Successfully reported this slideshow.
We use your LinkedIn profile and activity data to personalize ads and to show you more relevant ads. You can change your ad preferences anytime.

Using instructional techniques to educate and persuade youth


Published on

ICA Virtual Panel Presentation

Published in: Education
  • Be the first to comment

  • Be the first to like this

Using instructional techniques to educate and persuade youth

  1. 1. Using Instructional Techniques to Educate and Persuade Youth ATV Riders to Be Safe Maria Brann, Ph.D. West Virginia University Brandi N. Frisby, Ph.D. University of Kentucky
  2. 2. General Overview <ul><li>Graduate class engaged in experiential learning </li></ul><ul><ul><li>Within the classroom </li></ul></ul><ul><ul><li>Within the community </li></ul></ul><ul><li>Instructional communication </li></ul><ul><ul><li>In message development </li></ul></ul><ul><ul><li>In delivery </li></ul></ul><ul><ul><li>In evaluation </li></ul></ul>
  3. 3. Beginning the Project <ul><li>The graduate students </li></ul><ul><li>Experiential learning project </li></ul><ul><li>Assessing the ATV problem </li></ul>
  4. 4. Assessment of the ATV Problem <ul><li>Emergency room visits 33% since 2001 </li></ul><ul><li>44% of all accidents include a child under 12 </li></ul><ul><li>WV has highest death rates, averaging 45 deaths per year </li></ul><ul><li>92% of accidents are preventable </li></ul>
  5. 5. Experiential Learning – Graduate Students <ul><li>Exposure </li></ul><ul><li>Participation </li></ul><ul><li>Identification </li></ul><ul><li>Internalization </li></ul><ul><li>Dissemination </li></ul>
  6. 6. Dissemination Process <ul><li>Formative Research </li></ul><ul><ul><li>Literature Search </li></ul></ul><ul><ul><li>14 Focus Groups with 80 riders </li></ul></ul><ul><li>Theoretical Framework </li></ul><ul><ul><li>Theory of Planned Behavior </li></ul></ul><ul><ul><ul><li>Knowledge, behavior, attitudes, intentions, norms, and perceived control </li></ul></ul></ul>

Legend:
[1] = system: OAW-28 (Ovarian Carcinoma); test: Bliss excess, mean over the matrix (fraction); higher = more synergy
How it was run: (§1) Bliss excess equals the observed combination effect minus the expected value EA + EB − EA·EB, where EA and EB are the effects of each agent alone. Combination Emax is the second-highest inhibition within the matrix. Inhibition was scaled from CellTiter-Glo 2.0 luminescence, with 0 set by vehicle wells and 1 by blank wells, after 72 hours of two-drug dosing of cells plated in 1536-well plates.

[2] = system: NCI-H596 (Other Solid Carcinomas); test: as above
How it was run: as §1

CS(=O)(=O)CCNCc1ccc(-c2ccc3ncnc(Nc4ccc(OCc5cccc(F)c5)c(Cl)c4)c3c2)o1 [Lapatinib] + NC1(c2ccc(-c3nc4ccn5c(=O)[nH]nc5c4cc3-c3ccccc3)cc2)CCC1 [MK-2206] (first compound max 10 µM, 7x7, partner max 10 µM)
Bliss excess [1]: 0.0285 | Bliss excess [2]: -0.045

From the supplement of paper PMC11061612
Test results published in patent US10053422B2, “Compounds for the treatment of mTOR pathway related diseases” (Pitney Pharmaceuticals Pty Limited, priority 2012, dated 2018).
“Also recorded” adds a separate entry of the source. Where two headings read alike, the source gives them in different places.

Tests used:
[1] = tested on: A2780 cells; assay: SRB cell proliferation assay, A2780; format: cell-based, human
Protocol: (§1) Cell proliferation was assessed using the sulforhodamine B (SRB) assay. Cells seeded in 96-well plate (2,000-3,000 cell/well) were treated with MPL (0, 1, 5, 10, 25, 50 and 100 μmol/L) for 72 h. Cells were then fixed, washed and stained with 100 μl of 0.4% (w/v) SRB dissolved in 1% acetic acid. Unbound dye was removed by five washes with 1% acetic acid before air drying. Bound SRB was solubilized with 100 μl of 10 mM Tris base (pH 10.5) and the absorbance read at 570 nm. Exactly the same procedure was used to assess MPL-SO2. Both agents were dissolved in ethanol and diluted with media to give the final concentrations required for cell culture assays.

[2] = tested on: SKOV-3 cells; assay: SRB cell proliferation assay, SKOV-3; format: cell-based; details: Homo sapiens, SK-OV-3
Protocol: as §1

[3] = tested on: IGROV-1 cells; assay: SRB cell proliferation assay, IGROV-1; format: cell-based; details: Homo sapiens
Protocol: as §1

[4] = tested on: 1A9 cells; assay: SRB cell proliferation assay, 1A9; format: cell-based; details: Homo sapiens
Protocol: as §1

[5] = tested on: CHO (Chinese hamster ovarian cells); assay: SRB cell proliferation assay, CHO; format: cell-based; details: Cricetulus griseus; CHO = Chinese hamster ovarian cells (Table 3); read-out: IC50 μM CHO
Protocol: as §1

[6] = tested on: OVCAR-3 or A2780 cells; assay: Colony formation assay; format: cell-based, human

7. 7. Target Audience <ul><li>3 middle schools </li></ul><ul><li>More than 100 middle </li></ul><ul><li>school students </li></ul><ul><li>(11-14 years old) </li></ul><ul><li>Presented in Health/Physical Education courses </li></ul><ul><li>Pre-test present and post-test post-test </li></ul>
  8. 8. Instructional Concepts in Message Development <ul><li>Relevance </li></ul><ul><li>Clarity </li></ul><ul><li>Memorability </li></ul>
  9. 9. Instructional Concepts in Delivery <ul><li>Credibility </li></ul><ul><li>Clarity </li></ul><ul><li>Engaged Learner Philosophy </li></ul><ul><li>Delivery Formats/Styles </li></ul><ul><li>Immediacy </li></ul>
  10. 10. Assessing Learning Outcomes <ul><li>Cognitive Learning </li></ul><ul><ul><li>Knowledge in 5 content areas </li></ul></ul><ul><ul><li>Overall perceived learning </li></ul></ul><ul><li>Affective Learning </li></ul><ul><ul><li>Affect toward this course </li></ul></ul><ul><ul><li>Likelihood of taking another similar course </li></ul></ul><ul><li>Behavioral Learning </li></ul><ul><ul><li>Self-reported riding behaviors </li></ul></ul><ul><ul><li>Communicating with others about safety </li></ul></ul>
  11. 11. Learning Outcome Results <ul><li>Cognitive Learning </li></ul><ul><ul><li>Knowledge increased from T1 to T2, one area remained significant at T3 </li></ul></ul><ul><ul><li>Students believed they learned a great deal </li></ul></ul><ul><li>Affective Learning </li></ul><ul><ul><li>85% reported that they liked the content, and 69% reported they would like to take another course </li></ul></ul><ul><li>Behavioral Learning </li></ul><ul><ul><li>No behavioral riding changes </li></ul></ul><ul><ul><li>Students reported that they were willing to (and did) talk to others </li></ul></ul>
  12. 12. Experiential Learning - Adolescents <ul><li>Exposure </li></ul><ul><li>Participation </li></ul><ul><li>Identification </li></ul><ul><li>Internalization </li></ul><ul><li>Dissemination </li></ul>
  13. 13. Extending Beyond the Classroom <ul><li>Community outreach through instruction </li></ul><ul><li>Community involvement to develop instruction </li></ul><ul><li>University collaboration to improve delivery and messages </li></ul><ul><li>Extending beyond university and middle schools </li></ul><ul><ul><li>Media Recognition </li></ul></ul><ul><ul><li>Parents, Teachers, and Friends </li></ul></ul><ul><ul><li>Other Schools </li></ul></ul>
  14. 15. <ul><ul><li>Click here to see: Local News Clip </li></ul></ul>
  15. 16. To Conclude <ul><li>Experiential Learning </li></ul><ul><ul><li>With graduate students </li></ul></ul><ul><ul><li>With adolescents </li></ul></ul><ul><li>Utility of Instructional Communication </li></ul><ul><ul><li>In message development </li></ul></ul><ul><ul><li>In message delivery </li></ul></ul><ul><ul><li>In learning outcome assessment </li></ul></ul><ul><li>Instruction in the Classroom and Beyond </li></ul>